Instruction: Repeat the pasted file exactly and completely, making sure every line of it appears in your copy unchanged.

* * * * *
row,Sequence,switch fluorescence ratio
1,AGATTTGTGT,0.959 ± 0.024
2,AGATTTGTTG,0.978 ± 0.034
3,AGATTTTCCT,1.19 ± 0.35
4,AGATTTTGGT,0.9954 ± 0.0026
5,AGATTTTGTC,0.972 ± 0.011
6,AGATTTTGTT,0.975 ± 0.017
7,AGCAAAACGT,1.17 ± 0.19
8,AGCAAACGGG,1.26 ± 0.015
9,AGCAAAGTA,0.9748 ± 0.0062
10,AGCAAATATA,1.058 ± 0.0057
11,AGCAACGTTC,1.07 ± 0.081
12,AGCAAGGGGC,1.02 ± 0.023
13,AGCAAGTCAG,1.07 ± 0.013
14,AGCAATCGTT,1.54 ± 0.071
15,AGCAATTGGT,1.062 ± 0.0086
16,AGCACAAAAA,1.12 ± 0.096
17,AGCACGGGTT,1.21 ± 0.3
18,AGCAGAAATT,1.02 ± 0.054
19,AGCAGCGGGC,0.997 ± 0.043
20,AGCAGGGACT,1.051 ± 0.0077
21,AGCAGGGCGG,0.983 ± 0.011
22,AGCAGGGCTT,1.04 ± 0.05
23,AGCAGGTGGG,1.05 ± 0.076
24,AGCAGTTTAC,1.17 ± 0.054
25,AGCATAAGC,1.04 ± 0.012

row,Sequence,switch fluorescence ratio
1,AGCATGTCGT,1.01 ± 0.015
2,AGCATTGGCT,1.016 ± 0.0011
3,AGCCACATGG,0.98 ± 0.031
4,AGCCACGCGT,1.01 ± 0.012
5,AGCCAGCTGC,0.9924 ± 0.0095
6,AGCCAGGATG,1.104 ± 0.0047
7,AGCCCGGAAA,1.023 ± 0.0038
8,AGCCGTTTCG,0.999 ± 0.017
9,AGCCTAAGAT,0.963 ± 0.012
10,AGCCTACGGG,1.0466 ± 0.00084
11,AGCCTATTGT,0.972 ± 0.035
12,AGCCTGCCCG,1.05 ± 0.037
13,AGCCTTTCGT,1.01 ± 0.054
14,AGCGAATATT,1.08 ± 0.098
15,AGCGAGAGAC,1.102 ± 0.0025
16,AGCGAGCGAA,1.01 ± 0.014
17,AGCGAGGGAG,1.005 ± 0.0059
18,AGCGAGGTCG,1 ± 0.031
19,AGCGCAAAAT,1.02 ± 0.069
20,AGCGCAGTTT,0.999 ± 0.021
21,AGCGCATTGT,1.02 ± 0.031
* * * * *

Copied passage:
row,Sequence,switch fluorescence ratio
1,AGATTTGTGT,0.959 ± 0.024
2,AGATTTGTTG,0.978 ± 0.034
3,AGATTTTCCT,1.19 ± 0.35
4,AGATTTTGGT,0.9954 ± 0.0026
5,AGATTTTGTC,0.972 ± 0.011
6,AGATTTTGTT,0.975 ± 0.017
7,AGCAAAACGT,1.17 ± 0.19
8,AGCAAACGGG,1.26 ± 0.015
9,AGCAAAGTA,0.9748 ± 0.0062
10,AGCAAATATA,1.058 ± 0.0057
11,AGCAACGTTC,1.07 ± 0.081
12,AGCAAGGGGC,1.02 ± 0.023
13,AGCAAGTCAG,1.07 ± 0.013
14,AGCAATCGTT,1.54 ± 0.071
15,AGCAATTGGT,1.062 ± 0.0086
16,AGCACAAAAA,1.12 ± 0.096
17,AGCACGGGTT,1.21 ± 0.3
18,AGCAGAAATT,1.02 ± 0.054
19,AGCAGCGGGC,0.997 ± 0.043
20,AGCAGGGACT,1.051 ± 0.0077
21,AGCAGGGCGG,0.983 ± 0.011
22,AGCAGGGCTT,1.04 ± 0.05
23,AGCAGGTGGG,1.05 ± 0.076
24,AGCAGTTTAC,1.17 ± 0.054
25,AGCATAAGC,1.04 ± 0.012

row,Sequence,switch fluorescence ratio
1,AGCATGTCGT,1.01 ± 0.015
2,AGCATTGGCT,1.016 ± 0.0011
3,AGCCACATGG,0.98 ± 0.031
4,AGCCACGCGT,1.01 ± 0.012
5,AGCCAGCTGC,0.9924 ± 0.0095
6,AGCCAGGATG,1.104 ± 0.0047
7,AGCCCGGAAA,1.023 ± 0.0038
8,AGCCGTTTCG,0.999 ± 0.017
9,AGCCTAAGAT,0.963 ± 0.012
10,AGCCTACGGG,1.0466 ± 0.00084
11,AGCCTATTGT,0.972 ± 0.035
12,AGCCTGCCCG,1.05 ± 0.037
13,AGCCTTTCGT,1.01 ± 0.054
14,AGCGAATATT,1.08 ± 0.098
15,AGCGAGAGAC,1.102 ± 0.0025
16,AGCGAGCGAA,1.01 ± 0.014
17,AGCGAGGGAG,1.005 ± 0.0059
18,AGCGAGGTCG,1 ± 0.031
19,AGCGCAAAAT,1.02 ± 0.069
20,AGCGCAGTTT,0.999 ± 0.021
21,AGCGCATTGT,1.02 ± 0.031